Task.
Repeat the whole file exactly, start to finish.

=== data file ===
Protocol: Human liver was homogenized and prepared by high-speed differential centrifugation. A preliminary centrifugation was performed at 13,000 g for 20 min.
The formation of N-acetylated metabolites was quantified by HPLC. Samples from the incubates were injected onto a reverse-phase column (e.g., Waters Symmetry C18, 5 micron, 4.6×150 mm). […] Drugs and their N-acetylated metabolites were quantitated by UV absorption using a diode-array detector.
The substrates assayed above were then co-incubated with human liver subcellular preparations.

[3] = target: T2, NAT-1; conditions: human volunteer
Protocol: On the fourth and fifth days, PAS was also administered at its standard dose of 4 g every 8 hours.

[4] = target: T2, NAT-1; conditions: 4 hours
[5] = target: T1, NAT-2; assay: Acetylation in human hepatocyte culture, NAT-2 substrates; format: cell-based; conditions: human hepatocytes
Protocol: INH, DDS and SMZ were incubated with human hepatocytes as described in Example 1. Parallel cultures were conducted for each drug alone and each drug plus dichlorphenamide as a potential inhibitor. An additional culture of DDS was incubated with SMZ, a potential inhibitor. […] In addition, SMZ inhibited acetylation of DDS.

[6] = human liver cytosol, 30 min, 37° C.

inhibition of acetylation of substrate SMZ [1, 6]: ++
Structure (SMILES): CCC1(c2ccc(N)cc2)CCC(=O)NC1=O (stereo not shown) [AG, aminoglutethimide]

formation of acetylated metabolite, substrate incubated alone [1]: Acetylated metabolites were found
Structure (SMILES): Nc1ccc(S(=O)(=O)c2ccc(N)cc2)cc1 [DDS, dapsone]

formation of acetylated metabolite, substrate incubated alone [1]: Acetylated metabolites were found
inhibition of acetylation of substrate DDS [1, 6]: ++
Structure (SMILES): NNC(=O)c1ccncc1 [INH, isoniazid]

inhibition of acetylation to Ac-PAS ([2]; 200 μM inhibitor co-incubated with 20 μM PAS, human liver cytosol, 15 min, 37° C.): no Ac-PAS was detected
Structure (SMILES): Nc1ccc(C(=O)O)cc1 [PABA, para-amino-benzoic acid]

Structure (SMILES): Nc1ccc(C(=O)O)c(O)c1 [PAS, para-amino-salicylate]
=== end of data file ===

Protocol: Human liver was homogenized and prepared by high-speed differential centrifugation. A preliminary centrifugation was performed at 13,000 g for 20 min.
The formation of N-acetylated metabolites was quantified by HPLC. Samples from the incubates were injected onto a reverse-phase column (e.g., Waters Symmetry C18, 5 micron, 4.6×150 mm). […] Drugs and their N-acetylated metabolites were quantitated by UV absorption using a diode-array detector.
The substrates assayed above were then co-incubated with human liver subcellular preparations.

[3] = target: T2, NAT-1; conditions: human volunteer
Protocol: On the fourth and fifth days, PAS was also administered at its standard dose of 4 g every 8 hours.

[4] = target: T2, NAT-1; conditions: 4 hours
[5] = target: T1, NAT-2; assay: Acetylation in human hepatocyte culture, NAT-2 substrates; format: cell-based; conditions: human hepatocytes
Protocol: INH, DDS and SMZ were incubated with human hepatocytes as described in Example 1. Parallel cultures were conducted for each drug alone and each drug plus dichlorphenamide as a potential inhibitor. An additional culture of DDS was incubated with SMZ, a potential inhibitor. […] In addition, SMZ inhibited acetylation of DDS.

[6] = human liver cytosol, 30 min, 37° C.

inhibition of acetylation of substrate SMZ [1, 6]: ++
Structure (SMILES): CCC1(c2ccc(N)cc2)CCC(=O)NC1=O (stereo not shown) [AG, aminoglutethimide]

formation of acetylated metabolite, substrate incubated alone [1]: Acetylated metabolites were found
Structure (SMILES): Nc1ccc(S(=O)(=O)c2ccc(N)cc2)cc1 [DDS, dapsone]

formation of acetylated metabolite, substrate incubated alone [1]: Acetylated metabolites were found
inhibition of acetylation of substrate DDS [1, 6]: ++
Structure (SMILES): NNC(=O)c1ccncc1 [INH, isoniazid]

inhibition of acetylation to Ac-PAS ([2]; 200 μM inhibitor co-incubated with 20 μM PAS, human liver cytosol, 15 min, 37° C.): no Ac-PAS was detected
Structure (SMILES): Nc1ccc(C(=O)O)cc1 [PABA, para-amino-benzoic acid]

Structure (SMILES): Nc1ccc(C(=O)O)c(O)c1 [PAS, para-amino-salicylate]